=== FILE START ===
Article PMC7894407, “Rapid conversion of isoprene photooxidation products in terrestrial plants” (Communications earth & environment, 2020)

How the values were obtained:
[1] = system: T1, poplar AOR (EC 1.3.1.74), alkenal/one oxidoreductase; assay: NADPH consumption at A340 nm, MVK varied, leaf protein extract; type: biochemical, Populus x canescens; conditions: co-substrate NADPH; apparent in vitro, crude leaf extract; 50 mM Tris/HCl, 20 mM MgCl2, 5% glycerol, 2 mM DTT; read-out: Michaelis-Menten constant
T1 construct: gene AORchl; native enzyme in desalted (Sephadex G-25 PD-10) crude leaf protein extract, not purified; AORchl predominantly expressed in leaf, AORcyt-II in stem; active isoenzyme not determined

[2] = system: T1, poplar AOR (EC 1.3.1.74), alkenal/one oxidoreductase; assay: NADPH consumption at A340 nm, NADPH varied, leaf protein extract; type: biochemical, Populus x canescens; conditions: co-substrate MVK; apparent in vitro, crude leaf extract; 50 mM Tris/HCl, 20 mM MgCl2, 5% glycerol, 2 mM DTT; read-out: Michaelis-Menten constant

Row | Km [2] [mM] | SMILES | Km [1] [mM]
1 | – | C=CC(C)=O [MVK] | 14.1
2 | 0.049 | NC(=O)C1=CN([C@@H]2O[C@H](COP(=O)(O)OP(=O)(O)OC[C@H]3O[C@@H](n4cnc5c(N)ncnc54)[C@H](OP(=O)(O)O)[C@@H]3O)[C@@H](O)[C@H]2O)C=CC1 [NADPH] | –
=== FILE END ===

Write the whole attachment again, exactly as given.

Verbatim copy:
Article PMC7894407, “Rapid conversion of isoprene photooxidation products in terrestrial plants” (Communications earth & environment, 2020)

How the values were obtained:
[1] = system: T1, poplar AOR (EC 1.3.1.74), alkenal/one oxidoreductase; assay: NADPH consumption at A340 nm, MVK varied, leaf protein extract; type: biochemical, Populus x canescens; conditions: co-substrate NADPH; apparent in vitro, crude leaf extract; 50 mM Tris/HCl, 20 mM MgCl2, 5% glycerol, 2 mM DTT; read-out: Michaelis-Menten constant
T1 construct: gene AORchl; native enzyme in desalted (Sephadex G-25 PD-10) crude leaf protein extract, not purified; AORchl predominantly expressed in leaf, AORcyt-II in stem; active isoenzyme not determined

[2] = system: T1, poplar AOR (EC 1.3.1.74), alkenal/one oxidoreductase; assay: NADPH consumption at A340 nm, NADPH varied, leaf protein extract; type: biochemical, Populus x canescens; conditions: co-substrate MVK; apparent in vitro, crude leaf extract; 50 mM Tris/HCl, 20 mM MgCl2, 5% glycerol, 2 mM DTT; read-out: Michaelis-Menten constant

Row | Km [2] [mM] | SMILES | Km [1] [mM]
1 | – | C=CC(C)=O [MVK] | 14.1
2 | 0.049 | NC(=O)C1=CN([C@@H]2O[C@H](COP(=O)(O)OP(=O)(O)OC[C@H]3O[C@@H](n4cnc5c(N)ncnc54)[C@H](OP(=O)(O)O)[C@@H]3O)[C@@H](O)[C@H]2O)C=CC1 [NADPH] | –